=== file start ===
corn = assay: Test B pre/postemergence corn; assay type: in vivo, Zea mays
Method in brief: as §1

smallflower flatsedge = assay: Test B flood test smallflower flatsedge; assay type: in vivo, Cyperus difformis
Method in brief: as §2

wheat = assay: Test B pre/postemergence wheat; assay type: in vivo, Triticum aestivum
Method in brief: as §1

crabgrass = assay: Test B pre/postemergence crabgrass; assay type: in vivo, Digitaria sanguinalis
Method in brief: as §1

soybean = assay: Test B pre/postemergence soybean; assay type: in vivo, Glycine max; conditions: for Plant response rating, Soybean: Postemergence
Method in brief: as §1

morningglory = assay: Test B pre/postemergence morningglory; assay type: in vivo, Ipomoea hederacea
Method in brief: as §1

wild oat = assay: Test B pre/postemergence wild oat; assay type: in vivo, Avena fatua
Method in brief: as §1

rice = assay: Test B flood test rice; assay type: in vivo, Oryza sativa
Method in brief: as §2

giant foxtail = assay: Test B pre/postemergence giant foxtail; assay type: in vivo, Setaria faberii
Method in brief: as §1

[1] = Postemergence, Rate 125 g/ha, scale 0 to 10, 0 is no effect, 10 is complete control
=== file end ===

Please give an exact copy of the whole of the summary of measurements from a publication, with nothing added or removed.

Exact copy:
corn = assay: Test B pre/postemergence corn; assay type: in vivo, Zea mays
Method in brief: as §1

smallflower flatsedge = assay: Test B flood test smallflower flatsedge; assay type: in vivo, Cyperus difformis
Method in brief: as §2

wheat = assay: Test B pre/postemergence wheat; assay type: in vivo, Triticum aestivum
Method in brief: as §1

crabgrass = assay: Test B pre/postemergence crabgrass; assay type: in vivo, Digitaria sanguinalis
Method in brief: as §1

soybean = assay: Test B pre/postemergence soybean; assay type: in vivo, Glycine max; conditions: for Plant response rating, Soybean: Postemergence
Method in brief: as §1

morningglory = assay: Test B pre/postemergence morningglory; assay type: in vivo, Ipomoea hederacea
Method in brief: as §1

wild oat = assay: Test B pre/postemergence wild oat; assay type: in vivo, Avena fatua
Method in brief: as §1

rice = assay: Test B flood test rice; assay type: in vivo, Oryza sativa
Method in brief: as §2

giant foxtail = assay: Test B pre/postemergence giant foxtail; assay type: in vivo, Setaria faberii
Method in brief: as §1

[1] = Postemergence, Rate 125 g/ha, scale 0 to 10, 0 is no effect, 10 is complete control